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Operating margins rise and SG&A spending increases.

When sales growth lags, companies look to increase profits and drive earnings through cost cutting and increased productivity. Over the last two years, companies have benefited from these activities with record profit growth and higher operating margins. Instrument companies have been no different. The economic downturn earlier in the decade, compounded by a slowdown in spending by pharmaceutical companies, shifted many companies' emphasis from sales growth to increased profitability.

As a result, many established instrument companies are participating in the record profit growth posted by US companies over the last two years. Business Week's Corporate Scoreboard, which tracks corporate results for 900 US companies, reported that GAAP profits grew 76% in 2003, the fastest in the Scoreboard's 30-year history. Thomson First Call, using a different calculation method excluding unusual items, reported a 17% increase in corporate profits for the year. Profit margins for the Scoreboard companies were 6.7% in 2003 versus 1.8% in 2002.

IBO's Laboratory Instrument Index, which tracks sales and operating profits for 31 instrument companies worldwide, reported a 21.5% increase in operating profits in 2003 and an 180-basis-point increase in adjusted operating margins to 14.4% (see IBO 8/15/04). As does Thomson First Call, the Index records adjusted annual operating profits, which exclude unusual items, including amortization and restructuring charges. Although sales in 2003 grew 6.5%, companies kept stockholders happy with higher earnings per share.

In this article, IBO examines the adjusted operating profit margin for five major instrument companies. These companies were selected due to their size and their concentration on high-end analytical instrumentation, although two of the companies (Applied Biosystems, Waters) have sizeable consumables businesses. The figures presented are not intended to suggest a comparison between the companies as each operates different businesses with distinct product offerings and business models. Rather, the figures are presented to show trends in instrument company profitability. Although the figures are only presented for five companies, these five companies can be considered representative of broader trends as together they account for more than $3.3 billion in sales, or approximately 13% of the global analytical and life science instrument market (see IBO 7/31/04).

The average adjusted operating profit margin for the five companies--Applied Biosystems, Bruker BioSciences, Dionex, Molecular Devices and Waters--increased to 6.8% in 2003 from 6.2% in 2002. The 2003 figure also topped 2001's 6.5% operating margin. The year-over-year gains for 2003 came from a decrease of 100 basis points in the costs of goods sold (COGS) and a drop of 60 basis points in R&D expenses as a percentage of sales. It appears that the decrease in COGS was due to improved productivity driven by operational efficiencies and sourcing savings. IBO surmises that declines in R&D spending were due to the integration of R&D operations, greater use of partnerships and reprioritizing of R&D portfolios. In addition, some new technologies were obtained through acquisitions rather than developed in-house.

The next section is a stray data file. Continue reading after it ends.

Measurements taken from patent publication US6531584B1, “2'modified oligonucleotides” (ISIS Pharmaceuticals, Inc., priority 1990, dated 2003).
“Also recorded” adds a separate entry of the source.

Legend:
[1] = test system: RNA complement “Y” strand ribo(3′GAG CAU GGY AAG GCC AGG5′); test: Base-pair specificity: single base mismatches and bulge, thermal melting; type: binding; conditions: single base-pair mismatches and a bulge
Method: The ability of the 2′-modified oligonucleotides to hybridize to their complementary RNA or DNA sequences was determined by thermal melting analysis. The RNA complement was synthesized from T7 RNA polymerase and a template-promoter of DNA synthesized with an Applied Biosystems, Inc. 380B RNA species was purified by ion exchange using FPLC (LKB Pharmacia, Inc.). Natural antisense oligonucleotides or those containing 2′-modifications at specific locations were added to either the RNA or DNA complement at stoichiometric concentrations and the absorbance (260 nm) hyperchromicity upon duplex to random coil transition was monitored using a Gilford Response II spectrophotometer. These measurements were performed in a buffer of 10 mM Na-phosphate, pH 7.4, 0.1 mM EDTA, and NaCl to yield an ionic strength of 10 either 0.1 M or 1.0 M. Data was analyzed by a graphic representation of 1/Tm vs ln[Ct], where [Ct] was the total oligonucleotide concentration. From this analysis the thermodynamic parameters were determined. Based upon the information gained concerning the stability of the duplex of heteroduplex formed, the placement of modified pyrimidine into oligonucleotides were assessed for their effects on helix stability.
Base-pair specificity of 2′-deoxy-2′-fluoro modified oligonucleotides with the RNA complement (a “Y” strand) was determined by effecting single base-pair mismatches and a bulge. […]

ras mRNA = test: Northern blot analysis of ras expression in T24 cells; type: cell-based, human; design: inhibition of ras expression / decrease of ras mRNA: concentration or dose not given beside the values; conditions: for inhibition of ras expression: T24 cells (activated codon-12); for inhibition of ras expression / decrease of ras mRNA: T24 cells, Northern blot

However, the average SG&A as a percentage of sales for these five companies rose by 120 basis points from 2002-03. The increase in SG&A appears to have been driven by a greater number of product introductions, increased competition and the growing complexity and sophistication of high-end instrumentation, for which specialist sales personnel are needed.

In 2003, Waters's operating profit margin was 24.7%, considerably higher than the other companies surveyed. However, Waters's gross margin was not the highest, indicating that its cost saving came from controlling operational expenses. Waters had the lowest R&D percentage as a percentage of sales from 2001-03, and it has the second-lowest SG&A costs as a percentage of sales among the companies examined. According to IBO's analysis, Waters's focused product line in each of its three businesses (HPLC, MS, thermal analysis), its strong competitive position in each business and its large aftermarket business for HPLC are key factors in its profitability. Product focus and competitive position allow for more specialized R&D spending and sales efforts.

The company with the highest gross margin over the last three fiscal years is Dionex. In 2003, the company's gross margin was 65.6%. However, its SG&A spending as a percentage of sales was above 30%. Dionex gains operating leverage through very focused product lines (IC, HPLC and ASE). The company is curently spending a relatively higher percentage of sales on SG&A as part of its its effort to grow its HPLC business, according to IBO's analysis.

Also recording SG&A costs above 30% of sales over the last three years is Molecular Devices. Molecular Devices spends the highest percentage on R&D among the five companies examined. IBO attributes the relatively high percentage to Molecular Devices' launch of its ion channel testing platform, a new product area for the company, and, as the company stated in its annual report, "increased spending related to sales and service worldwide."

Not surprisingly, considering its product lines of expensive, sophisticated analytical instrumentation, Bruker BioSciences' COGS is above 50% of sales. The company's product lines overwhelmingly consist of sophisticated, expensive instrument systems that require specialized components, skilled labor and take longer to manufacture. In addition, the diversity of the company's product lines creates lower manufacturing volume.
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Publication:Instrument Business Outlook
Geographic Code:1USA
Date:Sep 30, 2004
Words:872
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